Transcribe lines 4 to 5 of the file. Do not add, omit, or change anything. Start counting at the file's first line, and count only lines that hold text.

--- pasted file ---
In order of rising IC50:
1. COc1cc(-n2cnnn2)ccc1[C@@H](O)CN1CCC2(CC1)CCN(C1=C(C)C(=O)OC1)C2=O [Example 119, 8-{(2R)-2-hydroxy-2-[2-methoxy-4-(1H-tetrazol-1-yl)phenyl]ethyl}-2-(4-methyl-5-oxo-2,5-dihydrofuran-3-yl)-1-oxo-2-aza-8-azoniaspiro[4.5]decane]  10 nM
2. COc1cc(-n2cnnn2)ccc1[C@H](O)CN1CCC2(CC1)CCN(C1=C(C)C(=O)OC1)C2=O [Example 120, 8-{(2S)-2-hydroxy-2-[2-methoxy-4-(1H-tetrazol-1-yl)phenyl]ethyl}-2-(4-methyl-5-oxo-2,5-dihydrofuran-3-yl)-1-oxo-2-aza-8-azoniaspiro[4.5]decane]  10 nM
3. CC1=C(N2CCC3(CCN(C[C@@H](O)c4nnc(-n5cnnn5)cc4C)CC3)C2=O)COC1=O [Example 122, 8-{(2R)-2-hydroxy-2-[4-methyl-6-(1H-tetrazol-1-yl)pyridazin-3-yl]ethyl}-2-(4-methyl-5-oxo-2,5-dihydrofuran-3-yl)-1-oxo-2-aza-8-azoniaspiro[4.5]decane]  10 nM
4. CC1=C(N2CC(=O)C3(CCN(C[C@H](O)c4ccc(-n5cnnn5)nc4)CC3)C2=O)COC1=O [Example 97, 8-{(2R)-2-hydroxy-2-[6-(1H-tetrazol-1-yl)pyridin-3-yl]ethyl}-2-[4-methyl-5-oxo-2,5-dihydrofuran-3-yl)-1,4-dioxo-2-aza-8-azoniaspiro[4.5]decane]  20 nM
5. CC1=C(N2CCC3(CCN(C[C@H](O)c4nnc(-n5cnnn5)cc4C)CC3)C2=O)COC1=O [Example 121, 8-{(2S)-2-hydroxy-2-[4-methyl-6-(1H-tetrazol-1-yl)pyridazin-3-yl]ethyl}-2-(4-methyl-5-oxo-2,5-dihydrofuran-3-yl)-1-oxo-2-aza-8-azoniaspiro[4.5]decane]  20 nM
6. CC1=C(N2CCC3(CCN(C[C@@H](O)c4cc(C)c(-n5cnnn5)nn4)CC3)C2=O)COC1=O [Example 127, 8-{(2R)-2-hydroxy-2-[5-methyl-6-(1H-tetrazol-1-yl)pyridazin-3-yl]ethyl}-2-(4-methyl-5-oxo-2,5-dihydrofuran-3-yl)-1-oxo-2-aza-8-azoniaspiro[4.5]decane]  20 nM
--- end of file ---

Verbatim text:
3. CC1=C(N2CCC3(CCN(C[C@@H](O)c4nnc(-n5cnnn5)cc4C)CC3)C2=O)COC1=O [Example 122, 8-{(2R)-2-hydroxy-2-[4-methyl-6-(1H-tetrazol-1-yl)pyridazin-3-yl]ethyl}-2-(4-methyl-5-oxo-2,5-dihydrofuran-3-yl)-1-oxo-2-aza-8-azoniaspiro[4.5]decane]  10 nM
4. CC1=C(N2CC(=O)C3(CCN(C[C@H](O)c4ccc(-n5cnnn5)nc4)CC3)C2=O)COC1=O [Example 97, 8-{(2R)-2-hydroxy-2-[6-(1H-tetrazol-1-yl)pyridin-3-yl]ethyl}-2-[4-methyl-5-oxo-2,5-dihydrofuran-3-yl)-1,4-dioxo-2-aza-8-azoniaspiro[4.5]decane]  20 nM